Ralph grabbed his flashlight and hurried around back. He could see two points of glittering light where the raccoon’s eyes caught the flashlight beam. But as he parted the tomato plants and stepped in to pick up the trap, he realized something was wrong. Instead of a gray-furred critter with black mask, he saw a creature that was all black with a white stripe.

A skunk.

It hissed and stomped its feet in warning, then turned its backside to Ralph. Ralph scrambled backwards, but tripped on the chord for the mechanical Santa. He tried to roll away but he was tangled in the chord.

The skunk sprayed Ralph long and thoroughly. Ralph wailed as the pungent odor assaulted his nose and tears poured from his eyes. In the meeting room the trustees stopped their discussion of parking lot lighting upgrades to ponder what the unholy screams could mean.

Ralph finally managed to scramble away from the skunk gagging and choking. He crawled into the bathroom and splashed water onto his face. He then stripped down and rinsed out his clothes. The smell was horrible. And it wasn’t just coming from his clothes -- it was coming from his skin, too.

Half an hour later when the trustees meeting broke up, Tammy spotted him sitting in the courtyard soaking wet and miserable. She approached, worried, but stopped short when the smell hit her. “What happened!” she asked.

“I caught a skunk by mistake,” Ralph replied. “Can we go home?”

“You’re not getting in the car like that. It’ll stink for weeks.”

“What am I supposed to do?”

“Tomato juice gets out skunk odor.”

“Where am I supposed to get tomato juice?”

“You’ve got tomatoes growing in that garden, right?”

So Tammy drove home to pick up some fresh clothes for Ralph while he squeezed the juice out of several of the tomatoes and began taking a sponge bath in the sink.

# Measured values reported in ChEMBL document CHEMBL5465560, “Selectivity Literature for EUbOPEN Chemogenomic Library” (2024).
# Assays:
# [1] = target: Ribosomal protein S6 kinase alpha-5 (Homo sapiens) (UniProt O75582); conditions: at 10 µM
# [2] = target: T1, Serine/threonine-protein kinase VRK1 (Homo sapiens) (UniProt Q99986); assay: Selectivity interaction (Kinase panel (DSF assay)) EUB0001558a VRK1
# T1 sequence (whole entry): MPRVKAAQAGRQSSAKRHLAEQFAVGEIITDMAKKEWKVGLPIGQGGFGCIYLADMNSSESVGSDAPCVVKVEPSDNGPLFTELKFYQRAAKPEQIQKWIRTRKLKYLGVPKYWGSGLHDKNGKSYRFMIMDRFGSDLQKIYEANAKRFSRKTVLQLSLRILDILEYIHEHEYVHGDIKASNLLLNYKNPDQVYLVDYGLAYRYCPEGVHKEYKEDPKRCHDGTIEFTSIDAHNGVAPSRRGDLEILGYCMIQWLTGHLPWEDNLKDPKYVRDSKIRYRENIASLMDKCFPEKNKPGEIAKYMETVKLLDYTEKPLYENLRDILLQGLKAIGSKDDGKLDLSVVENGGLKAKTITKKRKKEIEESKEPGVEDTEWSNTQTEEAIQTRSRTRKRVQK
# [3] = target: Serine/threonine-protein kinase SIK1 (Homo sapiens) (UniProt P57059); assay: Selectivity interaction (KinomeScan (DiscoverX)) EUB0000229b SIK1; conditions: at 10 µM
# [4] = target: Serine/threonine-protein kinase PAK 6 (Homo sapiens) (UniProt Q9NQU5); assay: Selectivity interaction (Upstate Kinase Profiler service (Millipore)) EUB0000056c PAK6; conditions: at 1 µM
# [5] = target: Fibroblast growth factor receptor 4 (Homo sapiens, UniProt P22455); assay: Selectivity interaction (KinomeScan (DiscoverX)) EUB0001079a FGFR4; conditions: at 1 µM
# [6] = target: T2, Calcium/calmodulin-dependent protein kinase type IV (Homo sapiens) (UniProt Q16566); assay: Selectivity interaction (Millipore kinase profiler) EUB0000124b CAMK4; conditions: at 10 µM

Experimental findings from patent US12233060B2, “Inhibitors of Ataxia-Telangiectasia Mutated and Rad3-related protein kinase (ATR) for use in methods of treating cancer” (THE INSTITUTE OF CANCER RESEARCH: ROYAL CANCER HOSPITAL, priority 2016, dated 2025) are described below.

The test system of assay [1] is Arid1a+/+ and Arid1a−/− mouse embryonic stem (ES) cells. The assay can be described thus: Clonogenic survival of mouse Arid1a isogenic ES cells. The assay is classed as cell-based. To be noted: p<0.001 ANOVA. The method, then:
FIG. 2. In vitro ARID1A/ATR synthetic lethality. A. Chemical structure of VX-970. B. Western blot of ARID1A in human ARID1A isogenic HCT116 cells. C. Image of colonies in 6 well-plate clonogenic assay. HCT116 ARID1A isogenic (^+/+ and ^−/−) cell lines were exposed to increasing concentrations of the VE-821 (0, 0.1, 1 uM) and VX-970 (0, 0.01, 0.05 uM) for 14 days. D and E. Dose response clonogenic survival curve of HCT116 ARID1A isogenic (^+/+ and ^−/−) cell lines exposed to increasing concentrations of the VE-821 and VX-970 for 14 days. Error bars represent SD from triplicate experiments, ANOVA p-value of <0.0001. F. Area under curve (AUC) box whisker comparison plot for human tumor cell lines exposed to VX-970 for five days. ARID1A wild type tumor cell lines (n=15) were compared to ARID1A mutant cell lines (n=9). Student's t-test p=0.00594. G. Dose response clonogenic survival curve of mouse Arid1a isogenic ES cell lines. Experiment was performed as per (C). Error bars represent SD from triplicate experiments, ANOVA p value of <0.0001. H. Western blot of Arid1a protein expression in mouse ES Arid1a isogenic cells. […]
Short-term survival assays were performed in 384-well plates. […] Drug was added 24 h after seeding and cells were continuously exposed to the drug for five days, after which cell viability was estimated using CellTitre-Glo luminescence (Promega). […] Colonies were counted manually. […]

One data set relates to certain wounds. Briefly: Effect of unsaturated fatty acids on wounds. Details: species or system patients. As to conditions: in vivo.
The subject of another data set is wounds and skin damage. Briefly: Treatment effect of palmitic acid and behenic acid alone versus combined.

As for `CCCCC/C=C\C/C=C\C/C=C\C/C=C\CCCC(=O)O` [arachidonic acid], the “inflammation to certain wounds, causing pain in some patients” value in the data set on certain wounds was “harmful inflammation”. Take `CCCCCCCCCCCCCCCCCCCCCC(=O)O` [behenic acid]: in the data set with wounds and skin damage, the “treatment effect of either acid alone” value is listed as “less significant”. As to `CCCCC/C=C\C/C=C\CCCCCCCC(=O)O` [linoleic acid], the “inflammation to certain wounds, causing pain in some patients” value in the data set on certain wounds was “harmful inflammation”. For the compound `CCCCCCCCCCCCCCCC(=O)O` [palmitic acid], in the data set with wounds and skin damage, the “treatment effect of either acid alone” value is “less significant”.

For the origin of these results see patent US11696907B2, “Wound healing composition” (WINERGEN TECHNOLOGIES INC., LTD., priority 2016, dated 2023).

Meanwhile, Henrietta Miggins, one of the church trustees, was heading back to her car after giving Pastor O’Donnell a piece of her mind for twenty minutes following the meeting. Normally her tirades lasted longer but she was a little tired that night. As she passed the bathroom, she noticed the door was cracked open a couple inches and there were splashing noises coming from inside. She looked in and saw a half naked man covered in red liquid.

Henrietta sucked in her breath but retained enough composure not to scream. She ran back to the meeting room where Pastor O’Donnell was just locking up. “What now, Henrietta?” he asked.

“There’s a naked bloody man in the bathroom!” Henrietta hissed. “Call the police!” Pastor O’Donnell was skeptical of Henrietta’s report and walked toward the bathroom. Then he saw a rivulet of red running out from under the door. Remembering the odd scream they’d heard earlier, Pastor O’Donnell ran to his office and dialed 9-1-1.

Once the police arrived they quickly sorted out the situation and had a good laugh about it. They called Animal Control to release the skunk and then, being careful not to get too close to smelly, tomato juice soaked Ralph, they informed him that it was a violation of city ordinances for an individual to trap and relocate raccoons. That was okay, Ralph assured them, he had no intention of trying again.

Tammy then took poor Ralph home where she made him sleep on the old futon in the garage for the next four days.

The good news was that the skunk’s liberal spraying effectively discouraged the raccoons and they left the garden alone from thereon out. The bad news was that it also effectively discouraged the Guppies Sunday school class. The garden was abandoned for the year, the remainder of the vegetables left uneaten.

The following week the Guppies once again made cookies. Ralph kept his opinions on this to himself.

(c) 2007 Douglas J. Eboch